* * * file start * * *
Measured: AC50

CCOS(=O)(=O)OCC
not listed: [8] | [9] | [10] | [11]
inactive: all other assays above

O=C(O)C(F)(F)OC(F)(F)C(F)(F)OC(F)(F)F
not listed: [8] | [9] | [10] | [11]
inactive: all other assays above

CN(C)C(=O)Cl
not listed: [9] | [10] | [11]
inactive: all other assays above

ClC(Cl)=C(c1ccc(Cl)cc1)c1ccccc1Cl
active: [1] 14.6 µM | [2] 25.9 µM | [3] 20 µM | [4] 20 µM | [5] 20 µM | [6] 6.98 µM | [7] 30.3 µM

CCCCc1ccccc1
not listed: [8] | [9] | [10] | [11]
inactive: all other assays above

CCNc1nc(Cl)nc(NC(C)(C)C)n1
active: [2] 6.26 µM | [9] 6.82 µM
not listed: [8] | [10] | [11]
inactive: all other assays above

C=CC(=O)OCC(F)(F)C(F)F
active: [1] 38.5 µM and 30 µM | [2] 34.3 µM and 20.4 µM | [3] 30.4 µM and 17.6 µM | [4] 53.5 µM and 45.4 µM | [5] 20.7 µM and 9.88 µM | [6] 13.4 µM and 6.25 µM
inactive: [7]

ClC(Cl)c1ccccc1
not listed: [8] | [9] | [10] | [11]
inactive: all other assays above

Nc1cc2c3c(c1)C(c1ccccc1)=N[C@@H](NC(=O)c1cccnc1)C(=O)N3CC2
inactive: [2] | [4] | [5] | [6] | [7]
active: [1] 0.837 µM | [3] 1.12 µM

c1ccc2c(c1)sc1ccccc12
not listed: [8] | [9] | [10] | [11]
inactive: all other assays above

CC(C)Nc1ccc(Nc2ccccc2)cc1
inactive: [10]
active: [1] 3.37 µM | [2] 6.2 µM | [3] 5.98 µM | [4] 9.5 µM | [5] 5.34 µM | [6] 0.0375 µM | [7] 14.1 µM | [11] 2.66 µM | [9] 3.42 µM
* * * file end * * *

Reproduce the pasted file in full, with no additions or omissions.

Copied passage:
Measured: AC50

CCOS(=O)(=O)OCC
not listed: [8] | [9] | [10] | [11]
inactive: all other assays above

O=C(O)C(F)(F)OC(F)(F)C(F)(F)OC(F)(F)F
not listed: [8] | [9] | [10] | [11]
inactive: all other assays above

CN(C)C(=O)Cl
not listed: [9] | [10] | [11]
inactive: all other assays above

ClC(Cl)=C(c1ccc(Cl)cc1)c1ccccc1Cl
active: [1] 14.6 µM | [2] 25.9 µM | [3] 20 µM | [4] 20 µM | [5] 20 µM | [6] 6.98 µM | [7] 30.3 µM

CCCCc1ccccc1
not listed: [8] | [9] | [10] | [11]
inactive: all other assays above

CCNc1nc(Cl)nc(NC(C)(C)C)n1
active: [2] 6.26 µM | [9] 6.82 µM
not listed: [8] | [10] | [11]
inactive: all other assays above

C=CC(=O)OCC(F)(F)C(F)F
active: [1] 38.5 µM and 30 µM | [2] 34.3 µM and 20.4 µM | [3] 30.4 µM and 17.6 µM | [4] 53.5 µM and 45.4 µM | [5] 20.7 µM and 9.88 µM | [6] 13.4 µM and 6.25 µM
inactive: [7]

ClC(Cl)c1ccccc1
not listed: [8] | [9] | [10] | [11]
inactive: all other assays above

Nc1cc2c3c(c1)C(c1ccccc1)=N[C@@H](NC(=O)c1cccnc1)C(=O)N3CC2
inactive: [2] | [4] | [5] | [6] | [7]
active: [1] 0.837 µM | [3] 1.12 µM

c1ccc2c(c1)sc1ccccc12
not listed: [8] | [9] | [10] | [11]
inactive: all other assays above

CC(C)Nc1ccc(Nc2ccccc2)cc1
inactive: [10]
active: [1] 3.37 µM | [2] 6.2 µM | [3] 5.98 µM | [4] 9.5 µM | [5] 5.34 µM | [6] 0.0375 µM | [7] 14.1 µM | [11] 2.66 µM | [9] 3.42 µM